What Sen forgets is that all these Asian social sector success stories were achieved in monocultural societies, and which were all non-democracies (except Japan) at the time of their major social investments. In India’s diverse and democratic polity, where consensus is always difficult, we privileged state investments in public sector enterprises (most of which are draining money now) over social spending all the way through 1947-1991. It was only when we went for growth that we managed to reduce poverty.
If he is not convinced, he can read Swaminathan Aiyar on this here. He can also read this writer’s summation of Jagdish Bhagwati and Arvind Panagariya’s book on how the Gujarat growth model and the Kerala social model are actually driven by the same thing: growth and private spending.
It is also worth reminding Sen about his Annie Hall moment of 2005. In February 2005, Sen had extolled the China model in a speech in Hong Kong, only to be corrected on it by someone who had to face the brunt of the Communist dictatorship.
A report in The Wall Street Journal at that time reports what happened at that meeting. Sen was waxing eloquent about how China had made great strides in state-led healthcare under Mao’s cultural revolution. He criticised private healthcare that a modernising China had begun to opt for.
He was stopped in his tracks by an eyewitness to Mao’s follies right there. According to the Journal, Weijian Shan, who was one of Mao’s “barefoot” doctors, set the record straight. “I observed with my own eyes the total absence of medicine in some parts of China. The system was totally unsustainable. We used to admire India.” Shan added: “If they had made the system optional, nobody would have opted for it.”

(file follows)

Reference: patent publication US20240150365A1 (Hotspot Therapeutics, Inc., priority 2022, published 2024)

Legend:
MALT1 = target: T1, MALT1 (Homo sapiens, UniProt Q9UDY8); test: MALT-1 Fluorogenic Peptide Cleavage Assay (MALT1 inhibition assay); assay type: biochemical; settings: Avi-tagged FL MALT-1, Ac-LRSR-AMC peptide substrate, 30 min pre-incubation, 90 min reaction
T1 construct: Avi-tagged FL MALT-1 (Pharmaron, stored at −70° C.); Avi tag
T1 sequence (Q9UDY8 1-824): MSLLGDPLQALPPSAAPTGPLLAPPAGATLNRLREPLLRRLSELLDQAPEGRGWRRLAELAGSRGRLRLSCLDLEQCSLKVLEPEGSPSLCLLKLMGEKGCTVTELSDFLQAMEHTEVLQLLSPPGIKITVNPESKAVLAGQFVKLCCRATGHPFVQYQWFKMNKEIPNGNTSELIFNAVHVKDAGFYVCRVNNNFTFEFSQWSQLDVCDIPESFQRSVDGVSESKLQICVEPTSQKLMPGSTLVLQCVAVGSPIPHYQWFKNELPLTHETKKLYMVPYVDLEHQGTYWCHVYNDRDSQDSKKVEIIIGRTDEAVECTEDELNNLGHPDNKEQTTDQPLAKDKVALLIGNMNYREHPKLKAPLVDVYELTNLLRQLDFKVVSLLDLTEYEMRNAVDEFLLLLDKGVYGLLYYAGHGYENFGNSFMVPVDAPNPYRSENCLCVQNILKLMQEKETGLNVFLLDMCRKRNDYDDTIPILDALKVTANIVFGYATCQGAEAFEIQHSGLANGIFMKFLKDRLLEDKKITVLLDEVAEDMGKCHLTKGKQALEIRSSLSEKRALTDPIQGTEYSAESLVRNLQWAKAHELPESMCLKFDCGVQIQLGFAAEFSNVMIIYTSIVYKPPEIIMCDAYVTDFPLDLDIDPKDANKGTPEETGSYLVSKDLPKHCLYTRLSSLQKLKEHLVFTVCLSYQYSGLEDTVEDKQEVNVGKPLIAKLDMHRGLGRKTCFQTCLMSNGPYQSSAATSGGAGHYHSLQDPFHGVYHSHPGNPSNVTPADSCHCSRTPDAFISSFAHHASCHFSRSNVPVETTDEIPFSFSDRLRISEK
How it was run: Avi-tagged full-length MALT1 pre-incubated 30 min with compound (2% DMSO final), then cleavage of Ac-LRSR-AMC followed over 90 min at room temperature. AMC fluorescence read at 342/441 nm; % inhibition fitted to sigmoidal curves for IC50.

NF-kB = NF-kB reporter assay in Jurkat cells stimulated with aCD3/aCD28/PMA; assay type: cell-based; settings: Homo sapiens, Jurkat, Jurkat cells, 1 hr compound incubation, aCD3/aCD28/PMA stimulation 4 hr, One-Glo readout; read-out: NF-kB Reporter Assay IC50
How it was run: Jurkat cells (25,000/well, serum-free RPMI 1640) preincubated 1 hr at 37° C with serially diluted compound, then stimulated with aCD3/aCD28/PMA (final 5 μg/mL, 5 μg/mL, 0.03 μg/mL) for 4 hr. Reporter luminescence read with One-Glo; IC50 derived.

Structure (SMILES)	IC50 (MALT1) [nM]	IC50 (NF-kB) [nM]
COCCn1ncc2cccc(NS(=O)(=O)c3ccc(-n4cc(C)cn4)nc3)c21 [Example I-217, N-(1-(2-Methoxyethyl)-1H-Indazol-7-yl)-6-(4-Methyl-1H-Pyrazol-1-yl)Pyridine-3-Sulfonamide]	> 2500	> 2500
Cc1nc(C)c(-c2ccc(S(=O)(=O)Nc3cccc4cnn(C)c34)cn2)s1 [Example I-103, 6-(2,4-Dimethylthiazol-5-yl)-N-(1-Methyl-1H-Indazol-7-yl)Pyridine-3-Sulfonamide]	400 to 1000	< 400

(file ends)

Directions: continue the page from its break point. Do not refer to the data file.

That, Dr Sen, is the reality – whether you talk about Food Security or Universal Healthcare. While the state has the clear role as facilitator, people want a choice.
The Right to Food is not any more important than the Right to Choice. To force an economically unsustainable Food Security Bill, which is going to cost Rs 6,00,000 crore over three years, down the throats of two-thirds of the population is not a sign of great humanity. It is the exact opposite. It will eat away through inflation and whatever is gained in terms of cheap food delivered through a leaky system that swallows up half the grains meant for the poor.
Over the last nine years, the UPA’s misguided interventions in social spending – whether it is NREGA or loan waivers for farmers – have more or less halted the India growth story. The only thing high state spending has achieved is bankruptcy and corruption.
This is not to deny that there are stil huge pockets of malnutrition and hunger in India. But it is surely not 65 percent of the population – which is what the Food Security Bill is trying to target.
There is a story from my school days that Sen would do well to read. It seems a King of yore did not want to get his feet dirty. In order to achieve this, he ordered that his entire kingdom should be carpeted with leather. A wise man intervened to avert this stupidity and pointed out that the king could keep his feet clean by wearing shoes.
This is the underlying message. To end poverty and hunger and malnutrition, you don’t need a universal Food Security Bill. You don’t need to carpet two-thirds of India with cheap food. Food security should be focused on identified pockets of high poverty and malnutrition. The rest of India can take care of itself, if the growth story is restarted.
Dr Sen, maybe you don’t understand politics and are unaware of the Congress’ game. The Food Security Bill is not about ending malnutrition and hunger; it is about addressing Sonia Gandhi and the Congress’ hunger for power, and their political insecurity.
PS: Dr Sen, just in case you are interested, the BJP is not disrupting parliament just to jettison the Food Security Bill. Bad ideas have universal acceptance among politicians.